Should you go to the hospital if you have a fever?
You don’t need to go to the hospital for a mild fever. But if you have a fever of 103°F or higher, have a fever that won’t go down after several days, or are experiencing additional symptoms, seek medical treatment.
K Health articles are all written and reviewed by MDs, PhDs, NPs, or PharmDs and are for informational purposes only. This information does not constitute and should not be relied on for professional medical advice. Always talk to your doctor about the risks and benefits of any treatment.
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and medical associations. We avoid using tertiary references.
High temperature? When should you see a doctor? — Into-Sana
Causes of fever
An increase in body temperature is most often a protective reaction of the body to infections, it contributes to the death of pathogenic microorganisms, accelerating the response of the immune system. It is for this reason that doctors do not recommend taking antipyretics if the temperature is subfebrile, i.e. does not exceed 38C – you need to give the body the opportunity to “fight” the infection.
At higher numbers, medical temperature control (taking antipyretics) is necessary. This is due to the fact that high temperature significantly increases the load on the cardiovascular and respiratory systems and can contribute to the development of shock-like conditions and convulsive syndrome (especially in children).
Rarely, fever occurs in the absence of inflammatory processes in the body. This can be observed in violation of the processes of thermoregulation in the brain due to its focal lesions, with hormonal disorders (hyperthyroidism), taking certain medications, poisoning with certain substances, neurosis, systemic diseases of the connective tissue, tumor processes, etc.
How to respond to elevated temperature?
- If fever is combined with other symptoms of SARS (runny nose, sore throat, cough, etc. ), self-treatment is possible, the main points of which are bed rest and heavy drinking. When the temperature rises above 38C, it is necessary to take an antipyretic.
- Preservation of elevated temperature on the 5th-7th day of acute respiratory viral infections or a repeated increase in temperature after several days of its normalization is a reason to see a doctor. This situation most often indicates a complication.
- With an increase in body temperature against the background of the absence of symptoms characteristic of SARS, a visit to the doctor is mandatory.
It is necessary to seek medical help immediately (within 24 hours) in the following situations:
- Body temperature 39-40C, headaches, muscle aches, pain when moving the eyes (suspicion of influenza).
- High body temperature against the background of symptoms that are not characteristic of a common cold: shortness of breath, profuse sweating at night, pain when breathing and coughing, pain in the lumbar region, pain when swallowing, etc.
- Increased body temperature after medical manipulations and operations.
- High temperature in a person who returned from another country.
Call an ambulance in the following situations:
- High body temperature, severe headaches, aggravated by bringing the chin to the chest. In this case, it is necessary to exclude meningitis.
- Fever, nausea, vomiting, diarrhea. These symptoms are characteristic of intestinal infections.
- Fever, acute abdominal pain. These signs are characteristic of acute surgical pathology – acute appendicitis, acute cholecystitis, pancreatitis, etc.
Routinely (within a week from the moment of occurrence) it is necessary to consult a general practitioner in case of subfebrile body temperature (37-38C) in the absence of other pronounced symptoms. A condition in which subfebrile body temperature persists for a long time, and the reasons for this increase are unclear, is called a fever of unknown origin. In this situation, it is very important to find the cause. It must be understood that diagnostic search in some of these cases can be difficult.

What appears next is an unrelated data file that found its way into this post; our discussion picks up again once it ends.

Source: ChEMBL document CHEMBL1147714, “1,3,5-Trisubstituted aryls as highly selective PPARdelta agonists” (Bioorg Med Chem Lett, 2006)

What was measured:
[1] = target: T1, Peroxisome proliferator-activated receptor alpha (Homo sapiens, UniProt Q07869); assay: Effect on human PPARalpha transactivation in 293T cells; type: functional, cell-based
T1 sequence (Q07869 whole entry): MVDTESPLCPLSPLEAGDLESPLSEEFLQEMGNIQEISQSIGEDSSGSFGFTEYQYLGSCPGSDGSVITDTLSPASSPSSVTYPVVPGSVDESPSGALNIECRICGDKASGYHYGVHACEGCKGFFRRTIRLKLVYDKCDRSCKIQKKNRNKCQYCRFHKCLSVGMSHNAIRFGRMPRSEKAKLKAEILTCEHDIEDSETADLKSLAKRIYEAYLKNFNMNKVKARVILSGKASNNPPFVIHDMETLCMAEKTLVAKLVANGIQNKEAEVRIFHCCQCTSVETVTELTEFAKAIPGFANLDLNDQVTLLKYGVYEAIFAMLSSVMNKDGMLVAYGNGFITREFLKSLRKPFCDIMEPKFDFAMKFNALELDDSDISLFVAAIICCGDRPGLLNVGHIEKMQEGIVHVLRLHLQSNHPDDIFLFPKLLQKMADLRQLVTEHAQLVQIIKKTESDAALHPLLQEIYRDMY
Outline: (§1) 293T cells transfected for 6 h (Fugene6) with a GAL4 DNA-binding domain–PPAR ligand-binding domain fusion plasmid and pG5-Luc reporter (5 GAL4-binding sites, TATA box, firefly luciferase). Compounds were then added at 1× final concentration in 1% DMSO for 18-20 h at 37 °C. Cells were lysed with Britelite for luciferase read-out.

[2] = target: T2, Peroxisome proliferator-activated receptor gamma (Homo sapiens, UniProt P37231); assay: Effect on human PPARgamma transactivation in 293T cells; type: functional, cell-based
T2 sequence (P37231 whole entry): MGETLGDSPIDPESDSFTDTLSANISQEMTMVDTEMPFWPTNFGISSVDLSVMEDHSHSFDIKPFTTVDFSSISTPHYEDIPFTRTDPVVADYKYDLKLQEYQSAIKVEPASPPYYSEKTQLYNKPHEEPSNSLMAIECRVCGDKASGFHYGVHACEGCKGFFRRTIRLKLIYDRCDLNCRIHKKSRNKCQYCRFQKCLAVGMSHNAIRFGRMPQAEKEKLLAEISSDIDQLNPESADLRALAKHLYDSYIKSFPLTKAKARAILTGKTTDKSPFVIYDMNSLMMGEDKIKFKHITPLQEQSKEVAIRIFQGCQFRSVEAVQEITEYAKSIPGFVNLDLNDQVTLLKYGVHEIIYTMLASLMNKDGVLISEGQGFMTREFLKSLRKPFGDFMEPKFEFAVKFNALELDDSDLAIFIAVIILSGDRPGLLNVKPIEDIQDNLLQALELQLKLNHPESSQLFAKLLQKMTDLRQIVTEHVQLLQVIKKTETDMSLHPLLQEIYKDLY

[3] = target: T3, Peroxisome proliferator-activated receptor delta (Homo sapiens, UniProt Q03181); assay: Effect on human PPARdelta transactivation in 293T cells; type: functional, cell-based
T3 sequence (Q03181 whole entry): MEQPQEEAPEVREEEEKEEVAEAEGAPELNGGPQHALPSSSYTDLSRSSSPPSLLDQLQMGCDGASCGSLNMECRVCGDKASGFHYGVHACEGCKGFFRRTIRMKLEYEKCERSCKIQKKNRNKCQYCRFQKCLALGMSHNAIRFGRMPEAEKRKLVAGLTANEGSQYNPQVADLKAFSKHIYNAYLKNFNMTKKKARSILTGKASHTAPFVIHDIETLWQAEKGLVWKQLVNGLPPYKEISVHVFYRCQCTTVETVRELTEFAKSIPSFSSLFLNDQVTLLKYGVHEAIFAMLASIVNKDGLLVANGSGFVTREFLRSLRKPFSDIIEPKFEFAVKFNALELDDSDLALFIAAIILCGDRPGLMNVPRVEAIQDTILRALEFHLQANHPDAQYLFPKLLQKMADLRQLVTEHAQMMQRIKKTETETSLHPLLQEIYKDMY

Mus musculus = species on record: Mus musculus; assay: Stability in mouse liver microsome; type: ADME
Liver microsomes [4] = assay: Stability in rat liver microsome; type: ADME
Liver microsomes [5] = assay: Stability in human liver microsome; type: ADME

In all situations of fever, you should contact a general practitioner – an internist. It is this specialist who will assess the situation as a whole and determine the shortest path to recovery.
First aid procedure for elevated body temperature
Subfebrile temperature (up to 38°C)
1. Undress the child.
2. Wipe with a damp cloth (slightly above room temperature).
3. Do not use antipyretics.
Febrile temperature (above 38°C)
1. Ensure rest, put to bed.
2. Drink plenty of sweet tea, fruit drink.
3. In case of chills, warm the child (warm blanket, hot tea, heating pad to the limbs).
4. Give an antipyretic.
5. At a temperature of 39.5-40°C, the child should not be wrapped.
6. If the temperature is above 40.4°C, give an antipyretic and seek emergency help.
The normal temperature is not 36.6°C, as is often believed, but 36.0-37.0°C, in the evening it is slightly higher than in the morning. Body temperature rises with many diseases. The benefits of elevated temperature are a signal of illness, a way to fight pathogens
(many bacteria and viruses stop multiplying at temperatures above 37-38°C), it is a stimulus for the immune response, since a number of protective factors (including interferon) are released only at temperatures above 38°C.
By lowering the fever, we do not affect the cause of the disease, but we can improve the child’s well-being.
Subfebrile temperature (up to 38°C) may occur with overheating, with a viral or bacterial infection. Taking antipyretics in such cases is not worth it if the child’s well-being does not suffer. At a “febrile” temperature (above 38 ° C), vasoconstriction, increased muscle contractions (hence chills, tremors), and in young children convulsions (the so-called “febrile” convulsions) are noted.
When the temperature rises to 39.5-40.0°C, the skin vessels dilate (the skin turns red), such a child should not be wrapped up. Fever is dangerous with spasm of skin vessels – this is malignant hyperthermia.
temperature above 40.4°C;
Mottled, marbled skin;
extremities cold to the touch;
It is necessary to call an emergency and be sure to give an antipyretic, preferably in a solution inside.
Children should be given antipyretics at temperatures above 38.0 ° C, but if the child does not tolerate high temperatures, worries, cries, or has seizures at elevated temperatures, antipyretics are given at temperatures above 37.5 ° C. After giving an antipyretic, you can not calm down: be sure to consult a doctor (for recovery, you will need to take other drugs).
The main antipyretic recommended for children is PARACETAMOL (acetaminophen). It does not have a pronounced side effect, has an anti-inflammatory and analgesic effect, relieves discomfort.